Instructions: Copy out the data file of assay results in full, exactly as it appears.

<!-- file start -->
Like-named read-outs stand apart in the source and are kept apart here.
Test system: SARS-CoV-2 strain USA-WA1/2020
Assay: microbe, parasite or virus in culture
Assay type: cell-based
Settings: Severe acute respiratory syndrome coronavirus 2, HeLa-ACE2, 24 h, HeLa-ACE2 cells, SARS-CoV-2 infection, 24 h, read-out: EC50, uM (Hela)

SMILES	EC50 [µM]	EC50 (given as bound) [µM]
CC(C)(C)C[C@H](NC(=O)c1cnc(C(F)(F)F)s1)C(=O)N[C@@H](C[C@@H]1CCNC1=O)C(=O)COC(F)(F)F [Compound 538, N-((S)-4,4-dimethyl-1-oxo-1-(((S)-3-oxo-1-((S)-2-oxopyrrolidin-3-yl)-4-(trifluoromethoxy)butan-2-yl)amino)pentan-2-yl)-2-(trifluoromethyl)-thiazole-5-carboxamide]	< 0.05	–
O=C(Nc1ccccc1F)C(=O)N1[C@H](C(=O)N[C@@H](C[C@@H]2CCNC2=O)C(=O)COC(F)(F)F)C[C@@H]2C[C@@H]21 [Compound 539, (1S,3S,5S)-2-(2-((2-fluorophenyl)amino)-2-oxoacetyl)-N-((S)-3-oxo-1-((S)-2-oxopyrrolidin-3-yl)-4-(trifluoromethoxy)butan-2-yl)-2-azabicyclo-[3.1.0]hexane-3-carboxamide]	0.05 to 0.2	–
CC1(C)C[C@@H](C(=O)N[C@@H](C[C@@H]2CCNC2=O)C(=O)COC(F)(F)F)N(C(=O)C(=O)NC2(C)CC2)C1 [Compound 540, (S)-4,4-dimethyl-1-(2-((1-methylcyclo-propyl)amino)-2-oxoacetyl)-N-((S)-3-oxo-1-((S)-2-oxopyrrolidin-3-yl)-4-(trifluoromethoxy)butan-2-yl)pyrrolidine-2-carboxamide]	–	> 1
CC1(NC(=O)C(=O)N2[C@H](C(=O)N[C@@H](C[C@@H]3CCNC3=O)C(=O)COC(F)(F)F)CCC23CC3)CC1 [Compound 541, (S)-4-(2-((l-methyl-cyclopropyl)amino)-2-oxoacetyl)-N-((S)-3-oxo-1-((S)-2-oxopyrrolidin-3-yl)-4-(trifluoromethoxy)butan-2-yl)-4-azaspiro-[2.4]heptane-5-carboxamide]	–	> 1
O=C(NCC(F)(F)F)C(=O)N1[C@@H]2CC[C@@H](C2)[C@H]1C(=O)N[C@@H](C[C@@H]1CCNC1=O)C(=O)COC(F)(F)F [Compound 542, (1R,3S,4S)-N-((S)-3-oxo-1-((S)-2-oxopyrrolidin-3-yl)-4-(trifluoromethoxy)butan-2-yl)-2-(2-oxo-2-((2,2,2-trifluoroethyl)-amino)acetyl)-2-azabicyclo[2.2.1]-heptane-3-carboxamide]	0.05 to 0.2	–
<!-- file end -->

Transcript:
Like-named read-outs stand apart in the source and are kept apart here.
Test system: SARS-CoV-2 strain USA-WA1/2020
Assay: microbe, parasite or virus in culture
Assay type: cell-based
Settings: Severe acute respiratory syndrome coronavirus 2, HeLa-ACE2, 24 h, HeLa-ACE2 cells, SARS-CoV-2 infection, 24 h, read-out: EC50, uM (Hela)

SMILES	EC50 [µM]	EC50 (given as bound) [µM]
CC(C)(C)C[C@H](NC(=O)c1cnc(C(F)(F)F)s1)C(=O)N[C@@H](C[C@@H]1CCNC1=O)C(=O)COC(F)(F)F [Compound 538, N-((S)-4,4-dimethyl-1-oxo-1-(((S)-3-oxo-1-((S)-2-oxopyrrolidin-3-yl)-4-(trifluoromethoxy)butan-2-yl)amino)pentan-2-yl)-2-(trifluoromethyl)-thiazole-5-carboxamide]	< 0.05	–
O=C(Nc1ccccc1F)C(=O)N1[C@H](C(=O)N[C@@H](C[C@@H]2CCNC2=O)C(=O)COC(F)(F)F)C[C@@H]2C[C@@H]21 [Compound 539, (1S,3S,5S)-2-(2-((2-fluorophenyl)amino)-2-oxoacetyl)-N-((S)-3-oxo-1-((S)-2-oxopyrrolidin-3-yl)-4-(trifluoromethoxy)butan-2-yl)-2-azabicyclo-[3.1.0]hexane-3-carboxamide]	0.05 to 0.2	–
CC1(C)C[C@@H](C(=O)N[C@@H](C[C@@H]2CCNC2=O)C(=O)COC(F)(F)F)N(C(=O)C(=O)NC2(C)CC2)C1 [Compound 540, (S)-4,4-dimethyl-1-(2-((1-methylcyclo-propyl)amino)-2-oxoacetyl)-N-((S)-3-oxo-1-((S)-2-oxopyrrolidin-3-yl)-4-(trifluoromethoxy)butan-2-yl)pyrrolidine-2-carboxamide]	–	> 1
CC1(NC(=O)C(=O)N2[C@H](C(=O)N[C@@H](C[C@@H]3CCNC3=O)C(=O)COC(F)(F)F)CCC23CC3)CC1 [Compound 541, (S)-4-(2-((l-methyl-cyclopropyl)amino)-2-oxoacetyl)-N-((S)-3-oxo-1-((S)-2-oxopyrrolidin-3-yl)-4-(trifluoromethoxy)butan-2-yl)-4-azaspiro-[2.4]heptane-5-carboxamide]	–	> 1
O=C(NCC(F)(F)F)C(=O)N1[C@@H]2CC[C@@H](C2)[C@H]1C(=O)N[C@@H](C[C@@H]1CCNC1=O)C(=O)COC(F)(F)F [Compound 542, (1R,3S,4S)-N-((S)-3-oxo-1-((S)-2-oxopyrrolidin-3-yl)-4-(trifluoromethoxy)butan-2-yl)-2-(2-oxo-2-((2,2,2-trifluoroethyl)-amino)acetyl)-2-azabicyclo[2.2.1]-heptane-3-carboxamide]	0.05 to 0.2	–